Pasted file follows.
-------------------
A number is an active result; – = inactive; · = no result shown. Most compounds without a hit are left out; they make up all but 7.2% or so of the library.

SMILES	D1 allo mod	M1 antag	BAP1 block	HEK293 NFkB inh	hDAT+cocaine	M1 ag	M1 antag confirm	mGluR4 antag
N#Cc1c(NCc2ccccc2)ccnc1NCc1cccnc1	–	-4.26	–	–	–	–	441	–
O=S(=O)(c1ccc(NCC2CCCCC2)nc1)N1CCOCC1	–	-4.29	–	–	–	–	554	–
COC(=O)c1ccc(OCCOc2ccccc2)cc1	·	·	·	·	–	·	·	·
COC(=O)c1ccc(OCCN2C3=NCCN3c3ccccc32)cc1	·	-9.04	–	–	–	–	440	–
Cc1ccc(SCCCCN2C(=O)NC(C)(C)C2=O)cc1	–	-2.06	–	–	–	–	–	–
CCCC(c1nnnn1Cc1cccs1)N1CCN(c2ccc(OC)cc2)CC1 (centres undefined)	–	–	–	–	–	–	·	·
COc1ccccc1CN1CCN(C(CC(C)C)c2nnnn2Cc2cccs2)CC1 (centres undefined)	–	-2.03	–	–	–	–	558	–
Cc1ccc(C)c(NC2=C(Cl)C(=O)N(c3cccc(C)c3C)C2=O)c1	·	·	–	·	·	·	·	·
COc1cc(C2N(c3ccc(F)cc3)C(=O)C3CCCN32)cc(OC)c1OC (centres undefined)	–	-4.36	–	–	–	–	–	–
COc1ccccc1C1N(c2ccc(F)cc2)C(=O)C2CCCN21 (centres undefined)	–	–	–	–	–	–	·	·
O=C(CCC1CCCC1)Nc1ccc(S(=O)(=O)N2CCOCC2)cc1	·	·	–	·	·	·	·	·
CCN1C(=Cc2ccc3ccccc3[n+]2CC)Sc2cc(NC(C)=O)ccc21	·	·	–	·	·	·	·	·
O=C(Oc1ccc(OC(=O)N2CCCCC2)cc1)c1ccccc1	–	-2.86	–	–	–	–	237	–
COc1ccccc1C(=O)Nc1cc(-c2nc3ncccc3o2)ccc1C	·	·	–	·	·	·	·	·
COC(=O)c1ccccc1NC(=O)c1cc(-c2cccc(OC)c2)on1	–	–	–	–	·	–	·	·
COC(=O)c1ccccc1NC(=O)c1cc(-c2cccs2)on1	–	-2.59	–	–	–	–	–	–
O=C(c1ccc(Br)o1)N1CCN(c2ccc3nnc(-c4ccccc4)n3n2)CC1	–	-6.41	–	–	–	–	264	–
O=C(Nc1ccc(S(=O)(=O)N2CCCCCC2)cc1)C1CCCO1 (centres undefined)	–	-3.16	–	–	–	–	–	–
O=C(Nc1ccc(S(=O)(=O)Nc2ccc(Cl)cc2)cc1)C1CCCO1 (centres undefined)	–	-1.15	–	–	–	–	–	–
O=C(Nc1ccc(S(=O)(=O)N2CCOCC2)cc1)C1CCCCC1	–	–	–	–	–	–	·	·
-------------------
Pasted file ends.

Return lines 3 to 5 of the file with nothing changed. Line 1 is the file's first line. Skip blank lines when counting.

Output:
N#Cc1c(NCc2ccccc2)ccnc1NCc1cccnc1	–	-4.26	–	–	–	–	441	–
O=S(=O)(c1ccc(NCC2CCCCC2)nc1)N1CCOCC1	–	-4.29	–	–	–	–	554	–
COC(=O)c1ccc(OCCOc2ccccc2)cc1	·	·	·	·	–	·	·	·